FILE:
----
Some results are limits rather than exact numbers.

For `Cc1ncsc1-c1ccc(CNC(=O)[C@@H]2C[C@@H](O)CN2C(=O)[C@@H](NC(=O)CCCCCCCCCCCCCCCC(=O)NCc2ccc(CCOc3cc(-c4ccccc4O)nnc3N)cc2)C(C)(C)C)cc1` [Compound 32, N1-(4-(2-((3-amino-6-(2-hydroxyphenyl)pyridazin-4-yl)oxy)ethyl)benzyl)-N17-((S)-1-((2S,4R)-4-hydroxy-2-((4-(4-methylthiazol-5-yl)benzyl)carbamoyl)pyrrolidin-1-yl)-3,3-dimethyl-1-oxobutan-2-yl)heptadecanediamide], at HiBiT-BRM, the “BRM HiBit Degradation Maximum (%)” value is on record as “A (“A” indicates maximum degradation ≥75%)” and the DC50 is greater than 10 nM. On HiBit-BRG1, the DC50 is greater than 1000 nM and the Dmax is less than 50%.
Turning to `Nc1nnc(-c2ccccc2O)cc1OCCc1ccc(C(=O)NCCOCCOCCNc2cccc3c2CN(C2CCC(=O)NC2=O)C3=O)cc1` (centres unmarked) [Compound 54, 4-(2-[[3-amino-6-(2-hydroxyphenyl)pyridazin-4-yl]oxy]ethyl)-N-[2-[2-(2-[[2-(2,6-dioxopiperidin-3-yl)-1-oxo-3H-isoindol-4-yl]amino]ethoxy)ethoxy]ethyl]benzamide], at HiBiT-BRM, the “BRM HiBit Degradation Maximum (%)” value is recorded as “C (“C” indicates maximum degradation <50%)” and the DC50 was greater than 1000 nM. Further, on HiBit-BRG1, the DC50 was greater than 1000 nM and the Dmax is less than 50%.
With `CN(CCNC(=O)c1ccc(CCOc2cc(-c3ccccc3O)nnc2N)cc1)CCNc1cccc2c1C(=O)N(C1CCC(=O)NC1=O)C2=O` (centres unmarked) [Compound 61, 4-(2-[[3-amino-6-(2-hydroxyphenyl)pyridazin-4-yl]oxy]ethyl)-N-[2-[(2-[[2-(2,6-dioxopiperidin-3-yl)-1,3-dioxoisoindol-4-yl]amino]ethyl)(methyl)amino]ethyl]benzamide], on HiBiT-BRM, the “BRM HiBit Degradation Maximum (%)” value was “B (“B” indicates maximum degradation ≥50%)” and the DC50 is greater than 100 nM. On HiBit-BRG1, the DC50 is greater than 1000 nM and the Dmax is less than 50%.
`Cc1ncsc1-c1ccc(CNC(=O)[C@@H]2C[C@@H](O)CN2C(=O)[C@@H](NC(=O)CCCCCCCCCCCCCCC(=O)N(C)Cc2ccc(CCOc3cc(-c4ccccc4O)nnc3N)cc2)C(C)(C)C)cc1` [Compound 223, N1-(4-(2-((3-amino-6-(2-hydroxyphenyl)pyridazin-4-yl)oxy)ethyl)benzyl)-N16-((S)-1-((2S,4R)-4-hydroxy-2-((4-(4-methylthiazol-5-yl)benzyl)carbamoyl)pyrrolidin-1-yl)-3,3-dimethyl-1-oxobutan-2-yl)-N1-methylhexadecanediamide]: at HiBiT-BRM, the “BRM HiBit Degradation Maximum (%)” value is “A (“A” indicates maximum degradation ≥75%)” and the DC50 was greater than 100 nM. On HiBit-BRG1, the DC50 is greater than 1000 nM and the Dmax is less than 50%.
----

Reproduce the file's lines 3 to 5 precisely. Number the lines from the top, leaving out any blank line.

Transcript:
Turning to `Nc1nnc(-c2ccccc2O)cc1OCCc1ccc(C(=O)NCCOCCOCCNc2cccc3c2CN(C2CCC(=O)NC2=O)C3=O)cc1` (centres unmarked) [Compound 54, 4-(2-[[3-amino-6-(2-hydroxyphenyl)pyridazin-4-yl]oxy]ethyl)-N-[2-[2-(2-[[2-(2,6-dioxopiperidin-3-yl)-1-oxo-3H-isoindol-4-yl]amino]ethoxy)ethoxy]ethyl]benzamide], at HiBiT-BRM, the “BRM HiBit Degradation Maximum (%)” value is recorded as “C (“C” indicates maximum degradation <50%)” and the DC50 was greater than 1000 nM. Further, on HiBit-BRG1, the DC50 was greater than 1000 nM and the Dmax is less than 50%.
With `CN(CCNC(=O)c1ccc(CCOc2cc(-c3ccccc3O)nnc2N)cc1)CCNc1cccc2c1C(=O)N(C1CCC(=O)NC1=O)C2=O` (centres unmarked) [Compound 61, 4-(2-[[3-amino-6-(2-hydroxyphenyl)pyridazin-4-yl]oxy]ethyl)-N-[2-[(2-[[2-(2,6-dioxopiperidin-3-yl)-1,3-dioxoisoindol-4-yl]amino]ethyl)(methyl)amino]ethyl]benzamide], on HiBiT-BRM, the “BRM HiBit Degradation Maximum (%)” value was “B (“B” indicates maximum degradation ≥50%)” and the DC50 is greater than 100 nM. On HiBit-BRG1, the DC50 is greater than 1000 nM and the Dmax is less than 50%.
`Cc1ncsc1-c1ccc(CNC(=O)[C@@H]2C[C@@H](O)CN2C(=O)[C@@H](NC(=O)CCCCCCCCCCCCCCC(=O)N(C)Cc2ccc(CCOc3cc(-c4ccccc4O)nnc3N)cc2)C(C)(C)C)cc1` [Compound 223, N1-(4-(2-((3-amino-6-(2-hydroxyphenyl)pyridazin-4-yl)oxy)ethyl)benzyl)-N16-((S)-1-((2S,4R)-4-hydroxy-2-((4-(4-methylthiazol-5-yl)benzyl)carbamoyl)pyrrolidin-1-yl)-3,3-dimethyl-1-oxobutan-2-yl)-N1-methylhexadecanediamide]: at HiBiT-BRM, the “BRM HiBit Degradation Maximum (%)” value is “A (“A” indicates maximum degradation ≥75%)” and the DC50 was greater than 100 nM. On HiBit-BRG1, the DC50 is greater than 1000 nM and the Dmax is less than 50%.